Where do I focus?

I’ve been reading Iain Abernethy‘s “Bunkai Jutsu.” I’m really enjoying it, as Iain provides a lot of thought-provoking ways to look at kata.

However, I can’t help but notice that I’m finding difficulty in my kata training. On the one hand, Iain and all of my instructors have made it clear that we should be working kata extensions. For the uninitiated, that means working applications beyond what is written or required. On the other hand, Iain talks about practicing one solid technique over and over again.

By working multiple applications of a particular kata segment, we lose response time since we have to filter through several instead of just having one that we work over and over. That time lapse could end up costing us our life.

But all of my instructors have stressed the importance of working numerous defenses for multiple attacks on just one kata segment.

Knowing the masters sometimes only knew one or two katas, it’s a sure bet they knew multiple applications. But I know over a dozen katas. How am I supposed to keep my kata applications in line with which form I’m doing and in what spot?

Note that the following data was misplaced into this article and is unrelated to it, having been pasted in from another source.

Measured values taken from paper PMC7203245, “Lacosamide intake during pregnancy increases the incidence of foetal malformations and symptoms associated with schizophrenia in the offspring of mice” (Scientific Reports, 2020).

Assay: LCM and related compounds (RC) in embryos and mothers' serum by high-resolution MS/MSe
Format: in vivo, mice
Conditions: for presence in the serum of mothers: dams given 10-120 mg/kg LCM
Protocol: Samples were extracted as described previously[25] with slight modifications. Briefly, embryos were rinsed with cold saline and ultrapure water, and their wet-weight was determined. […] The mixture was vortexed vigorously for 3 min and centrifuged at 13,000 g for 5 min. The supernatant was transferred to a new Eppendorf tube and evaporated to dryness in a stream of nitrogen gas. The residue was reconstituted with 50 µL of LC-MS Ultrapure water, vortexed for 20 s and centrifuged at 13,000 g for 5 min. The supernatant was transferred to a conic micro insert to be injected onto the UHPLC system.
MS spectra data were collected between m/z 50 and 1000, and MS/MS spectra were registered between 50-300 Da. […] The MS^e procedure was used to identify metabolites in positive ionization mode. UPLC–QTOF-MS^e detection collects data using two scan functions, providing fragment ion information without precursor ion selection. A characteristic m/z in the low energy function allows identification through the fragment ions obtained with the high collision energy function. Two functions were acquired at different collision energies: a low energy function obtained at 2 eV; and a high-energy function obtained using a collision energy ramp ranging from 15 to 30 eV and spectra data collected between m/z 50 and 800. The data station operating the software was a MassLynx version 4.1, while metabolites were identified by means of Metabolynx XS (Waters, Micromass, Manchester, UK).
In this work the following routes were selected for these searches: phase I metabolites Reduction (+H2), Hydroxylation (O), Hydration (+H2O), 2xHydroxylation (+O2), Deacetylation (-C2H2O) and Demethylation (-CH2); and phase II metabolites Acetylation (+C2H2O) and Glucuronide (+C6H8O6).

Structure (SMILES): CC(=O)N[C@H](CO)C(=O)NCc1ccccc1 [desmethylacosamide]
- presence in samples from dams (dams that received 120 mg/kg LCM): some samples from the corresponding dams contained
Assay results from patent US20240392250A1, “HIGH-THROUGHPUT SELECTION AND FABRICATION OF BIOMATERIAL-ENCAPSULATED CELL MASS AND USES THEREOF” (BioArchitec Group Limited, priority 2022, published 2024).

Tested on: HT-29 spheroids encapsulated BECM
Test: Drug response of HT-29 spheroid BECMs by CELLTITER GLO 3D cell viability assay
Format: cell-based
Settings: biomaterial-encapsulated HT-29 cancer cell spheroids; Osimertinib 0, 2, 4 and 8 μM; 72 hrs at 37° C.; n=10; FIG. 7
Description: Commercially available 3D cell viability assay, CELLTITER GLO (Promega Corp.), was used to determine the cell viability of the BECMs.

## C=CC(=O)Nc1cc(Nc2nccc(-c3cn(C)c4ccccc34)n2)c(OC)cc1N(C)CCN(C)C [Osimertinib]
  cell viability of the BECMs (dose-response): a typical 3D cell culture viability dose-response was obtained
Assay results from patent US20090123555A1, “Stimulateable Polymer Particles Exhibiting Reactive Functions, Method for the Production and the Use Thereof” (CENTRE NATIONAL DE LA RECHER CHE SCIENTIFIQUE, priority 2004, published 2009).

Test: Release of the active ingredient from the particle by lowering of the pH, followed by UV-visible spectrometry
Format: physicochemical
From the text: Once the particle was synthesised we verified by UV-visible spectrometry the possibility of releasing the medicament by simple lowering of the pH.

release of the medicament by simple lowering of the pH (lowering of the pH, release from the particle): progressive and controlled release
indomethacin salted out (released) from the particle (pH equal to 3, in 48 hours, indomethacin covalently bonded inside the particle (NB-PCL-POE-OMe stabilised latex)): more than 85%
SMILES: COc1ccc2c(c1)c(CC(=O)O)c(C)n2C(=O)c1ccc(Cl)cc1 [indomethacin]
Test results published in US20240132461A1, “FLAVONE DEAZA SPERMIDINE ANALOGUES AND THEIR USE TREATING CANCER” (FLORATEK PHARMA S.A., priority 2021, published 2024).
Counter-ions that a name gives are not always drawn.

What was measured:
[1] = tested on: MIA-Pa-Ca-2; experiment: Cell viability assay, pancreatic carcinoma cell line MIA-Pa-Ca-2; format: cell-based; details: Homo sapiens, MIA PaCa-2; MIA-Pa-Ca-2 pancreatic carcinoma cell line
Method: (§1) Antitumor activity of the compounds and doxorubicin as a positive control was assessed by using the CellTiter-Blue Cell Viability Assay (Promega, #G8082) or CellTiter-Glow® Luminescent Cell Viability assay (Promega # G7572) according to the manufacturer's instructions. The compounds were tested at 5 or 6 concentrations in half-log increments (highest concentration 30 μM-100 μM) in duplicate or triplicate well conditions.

Maybe I’m not working hard enough. Okay, I know I’m not working hard enough. There is just so much material to filter through. The thought of trying to narrow things down when I’m trying to wade through the swamp that is being a college senior is a daunting task.

By Adam Bockler

Adam Bockler is a B2B marketing professional, a black belt martial arts instructor, DDP Yoga instructor, and a personal trainer.


  1. Hello Adam,
    The way I look at doing variations, is as ‘Henka’.
    In ninjutsu, you take a simple technique, practise the basics and then see how many variations you can make with this one technique.
    Sinds all have the same principle, the basic one, this kind of practise gives a lot of practical results.

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